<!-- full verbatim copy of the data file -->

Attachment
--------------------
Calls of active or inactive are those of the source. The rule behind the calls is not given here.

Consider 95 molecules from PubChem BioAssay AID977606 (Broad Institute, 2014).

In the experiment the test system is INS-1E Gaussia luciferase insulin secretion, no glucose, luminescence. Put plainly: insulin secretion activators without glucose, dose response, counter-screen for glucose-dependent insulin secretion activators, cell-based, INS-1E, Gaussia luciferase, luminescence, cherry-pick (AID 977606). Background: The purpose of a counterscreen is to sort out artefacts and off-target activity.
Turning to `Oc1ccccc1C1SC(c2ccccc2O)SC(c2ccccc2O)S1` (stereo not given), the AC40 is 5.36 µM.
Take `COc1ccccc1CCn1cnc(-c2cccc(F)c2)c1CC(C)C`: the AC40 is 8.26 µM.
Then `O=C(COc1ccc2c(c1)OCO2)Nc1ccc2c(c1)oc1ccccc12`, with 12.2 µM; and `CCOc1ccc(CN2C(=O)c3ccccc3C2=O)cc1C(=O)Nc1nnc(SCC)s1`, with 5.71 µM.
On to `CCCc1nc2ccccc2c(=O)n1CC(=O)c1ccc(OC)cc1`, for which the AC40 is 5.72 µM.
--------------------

Calls of active or inactive are those of the source. The rule behind the calls is not given here.

Consider 95 molecules from PubChem BioAssay AID977606 (Broad Institute, 2014).

In the experiment the test system is INS-1E Gaussia luciferase insulin secretion, no glucose, luminescence. Put plainly: insulin secretion activators without glucose, dose response, counter-screen for glucose-dependent insulin secretion activators, cell-based, INS-1E, Gaussia luciferase, luminescence, cherry-pick (AID 977606). Background: The purpose of a counterscreen is to sort out artefacts and off-target activity.
Turning to `Oc1ccccc1C1SC(c2ccccc2O)SC(c2ccccc2O)S1` (stereo not given), the AC40 is 5.36 µM.
Take `COc1ccccc1CCn1cnc(-c2cccc(F)c2)c1CC(C)C`: the AC40 is 8.26 µM.
Then `O=C(COc1ccc2c(c1)OCO2)Nc1ccc2c(c1)oc1ccccc12`, with 12.2 µM; and `CCOc1ccc(CN2C(=O)c3ccccc3C2=O)cc1C(=O)Nc1nnc(SCC)s1`, with 5.71 µM.
On to `CCCc1nc2ccccc2c(=O)n1CC(=O)c1ccc(OC)cc1`, for which the AC40 is 5.72 µM.